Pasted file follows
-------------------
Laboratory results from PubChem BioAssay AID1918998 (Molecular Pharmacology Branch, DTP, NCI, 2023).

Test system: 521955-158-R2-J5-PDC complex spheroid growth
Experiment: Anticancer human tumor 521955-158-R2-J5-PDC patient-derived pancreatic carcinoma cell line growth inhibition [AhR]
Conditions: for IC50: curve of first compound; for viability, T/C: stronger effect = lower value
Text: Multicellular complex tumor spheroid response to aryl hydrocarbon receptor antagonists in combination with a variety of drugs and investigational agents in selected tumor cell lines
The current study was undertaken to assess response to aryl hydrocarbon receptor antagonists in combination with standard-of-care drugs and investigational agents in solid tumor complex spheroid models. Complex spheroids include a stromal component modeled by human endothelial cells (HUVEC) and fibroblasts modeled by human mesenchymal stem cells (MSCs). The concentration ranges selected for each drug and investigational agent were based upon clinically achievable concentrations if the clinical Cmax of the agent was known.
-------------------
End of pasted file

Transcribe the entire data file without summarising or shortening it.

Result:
Laboratory results from PubChem BioAssay AID1918998 (Molecular Pharmacology Branch, DTP, NCI, 2023).

Test system: 521955-158-R2-J5-PDC complex spheroid growth
Experiment: Anticancer human tumor 521955-158-R2-J5-PDC patient-derived pancreatic carcinoma cell line growth inhibition [AhR]
Conditions: for IC50: curve of first compound; for viability, T/C: stronger effect = lower value
Text: Multicellular complex tumor spheroid response to aryl hydrocarbon receptor antagonists in combination with a variety of drugs and investigational agents in selected tumor cell lines
The current study was undertaken to assess response to aryl hydrocarbon receptor antagonists in combination with standard-of-care drugs and investigational agents in solid tumor complex spheroid models. Complex spheroids include a stromal component modeled by human endothelial cells (HUVEC) and fibroblasts modeled by human mesenchymal stem cells (MSCs). The concentration ranges selected for each drug and investigational agent were based upon clinically achievable concentrations if the clinical Cmax of the agent was known.